Section 9 increases the Respite Care Grant to €1,700 as announced in Budget 2008. The increase will apply from 5 June 2008.

Section 10 provides for the deletion of the out-dated term "penal servitude". It also provides that a person shall not be considered to be detained in legal custody for the purposes of entitlement to Disability Allowance when he or she is detained for treatment under an admission order or renewal order made under the Mental Health Act 2001, or an order made under section 38 of the Health Act 1947, or an order made under section 4 or section 5 of the Criminal Law (Insanity) Act 2006, or an order made under section 17 of the Lunacy (Ireland) Act 1821, or an order made under section 2 of the Trial of Lunatics Act 1883 and that these provisions which are beneficial to the individuals affected will be deemed to have come into effect on 1 June 2005.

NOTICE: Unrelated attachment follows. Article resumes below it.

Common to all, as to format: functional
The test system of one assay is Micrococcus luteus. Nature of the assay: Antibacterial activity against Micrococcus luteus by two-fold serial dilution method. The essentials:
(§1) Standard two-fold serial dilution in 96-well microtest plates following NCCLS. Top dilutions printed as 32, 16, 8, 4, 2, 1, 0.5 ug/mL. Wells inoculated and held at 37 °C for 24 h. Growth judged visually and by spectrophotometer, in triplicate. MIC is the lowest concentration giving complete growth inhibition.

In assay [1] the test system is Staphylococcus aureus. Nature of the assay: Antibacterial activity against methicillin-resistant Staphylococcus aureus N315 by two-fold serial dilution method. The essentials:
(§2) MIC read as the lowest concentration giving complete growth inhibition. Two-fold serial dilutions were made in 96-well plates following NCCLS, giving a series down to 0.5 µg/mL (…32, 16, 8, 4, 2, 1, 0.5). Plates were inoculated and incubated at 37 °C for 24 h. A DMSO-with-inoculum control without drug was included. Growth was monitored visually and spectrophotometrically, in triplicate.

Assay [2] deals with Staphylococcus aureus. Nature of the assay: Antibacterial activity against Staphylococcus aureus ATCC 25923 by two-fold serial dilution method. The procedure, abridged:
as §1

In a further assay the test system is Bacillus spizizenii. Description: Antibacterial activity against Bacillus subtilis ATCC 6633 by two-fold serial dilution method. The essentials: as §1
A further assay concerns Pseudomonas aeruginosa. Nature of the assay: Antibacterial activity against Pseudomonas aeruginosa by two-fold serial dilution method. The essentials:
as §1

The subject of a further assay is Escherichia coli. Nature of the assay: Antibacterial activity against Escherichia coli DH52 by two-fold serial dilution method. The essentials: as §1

Section 11 provides that a "Homemaker" may include a person who is resident in the State or who is, or is the spouse of, a member of the Defence Forces or a civil servant in the civil service of the Government or the State, is in the service, outside the State, of the Government, the State or an international organisation, or is a volunteer development worker. The section also provides that a Deciding Officer may decide the question as to whether or not a person is to be deemed a homemaker at any time.

Sections 12, 13 and 14 set out the conditions for entitlement to Blind Welfare Allowance, the rates of payment, the provisions for the calculation of means, the consequential amendments and the transitional provisions to allow for the transfer of the administration of the scheme from the Department of Health and Children to the Department of Social and Family Affairs with effect from early 2009.